Prevent the Rise of a North Korea-Style Kurdish Dictatorship

by Harun Yahya

The Kurds are a very precious and important people in the Middle East, known for their centuries- old struggle for recognition in the countries they live in. They were persecuted in post-revolutionary Iran, oppressed under Saddam’s rule in Iraq and weren’t even granted citizenship in Syria. Kurds also went through difficult times in Turkey, and had to suffer the oppression of the terrorist PKK, the Kurdistan Workers’ Party, in addition to the horrible assimilation by the deep state of Turkey. While the operatives of the deep state tormented even the patriotic Kurds, it was the PKK communist terrorist organization, which has been carrying out terrorist attacks in Turkey for the past 40 years, at whose hands the Kurds suffered the most.

This great people, who had lived through very difficult times over the years, finally caught a break under the lead of the statesmen Masoud Barzani in Iraq, while Turkey finally rid itself of its deep state. However, the terrorist PKK changed tactics; it stopped its attacks on the mountains as a part of the “peace process” in Turkey but continued its operations in cities with the new name of “KCK,” or Group of Communities in Kurdistan. It went on to act almost like a new, illegal state, with its own constitution, judiciary and security system; this threat in Turkey can be discussed in another article. At this point, it would be expedient to look at the situation of the Syrian Kurds, as the state system that the terrorist organization has been trying to build in Turkey has already been established in Syria.

After the intense military campaigns by the Turkish army in the 1990s, the PKK militants had to flee to Syria with their leaders. As a result, Syria, yielding to Turkish pressure, deported Abdullah Ocalan, the leader of the PKK, who is responsible for the deaths of 40,000 Turkish soldiers and the execution of 18,000 of his own followers. The organization was handed over to Syrian intelligence, and some of the terrorists went to the Qandil Mountains in Northern Iraq, the center of the PKK, while the ones left in Syria were organized by the Ba’athists. What was named the Democratic Union Party (PYD) in 2003 is, in truth, nothing but the very same PKK founded by Ocalan. The PYD has made it clear that it accepts Ocalan as its leader and that it reports to Kongra-Gel, in other words to the PKK (Kongra-Gel is the new name of the PKK after the PKK was designated a terrorist organization by the EU and US).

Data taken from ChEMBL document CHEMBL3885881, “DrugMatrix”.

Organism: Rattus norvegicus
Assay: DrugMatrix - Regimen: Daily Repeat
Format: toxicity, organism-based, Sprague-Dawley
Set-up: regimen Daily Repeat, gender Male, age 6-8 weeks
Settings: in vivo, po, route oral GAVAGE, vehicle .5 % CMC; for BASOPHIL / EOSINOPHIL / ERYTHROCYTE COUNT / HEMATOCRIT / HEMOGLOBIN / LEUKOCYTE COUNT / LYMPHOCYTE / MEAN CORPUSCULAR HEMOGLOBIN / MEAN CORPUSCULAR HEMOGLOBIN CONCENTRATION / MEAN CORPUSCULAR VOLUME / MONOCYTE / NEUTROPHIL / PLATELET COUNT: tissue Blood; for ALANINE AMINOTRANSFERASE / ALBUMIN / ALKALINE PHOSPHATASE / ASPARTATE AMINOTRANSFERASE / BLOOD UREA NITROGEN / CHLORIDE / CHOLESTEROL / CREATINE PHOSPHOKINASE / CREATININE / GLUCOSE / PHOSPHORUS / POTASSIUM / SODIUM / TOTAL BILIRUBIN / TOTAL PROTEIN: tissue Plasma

One co-leader of the PYD is Salih Muslim, who is pictured dining with Ocalan, and who gives his speeches under Ocalan posters. The other is Asya Abdullah, a female militant that lives in the PKK base in Qandil.

The orders come from PKK leaders in Qandil; the armed wing of the PYD is the YPG, or People’s Protection Groups.

Unlike the Iraqi Kurds, Syrian Kurds are severely oppressed under the rule of a Leninist terrorist organization which seeks to build a proletariat dictatorship.

The Crisis Group, a respectable think tank, showed in its report that the PYD cruelly persecuted ordinary religious Kurds that didn’t share the PYD’s ideology.

In the 108-page report of Human Rights Watch in 2014, the PYD was held responsible for arbitrary arrests, violation of legal rights, unsolved murders and abductions. The report explained that people were detained without arrest warrants, prevented from seeing their attorneys, tortured and not taken to courts.

Almost every dissident was silenced and there were far too many suspicious deaths in detention. The report declared the PYD a direct affiliate of the terrorist PKK group active in Turkey and warned about its alarming behavior.

Western journalists also have made some interesting observations: Jamie Dettmer of the Daily Beast described the PYD, the Syrian arm of the PKK, as despotic: “Kobani Kurds are careful with [their] public criticism of the PYD, fearing retaliation. None who are critical agree to their family names being published.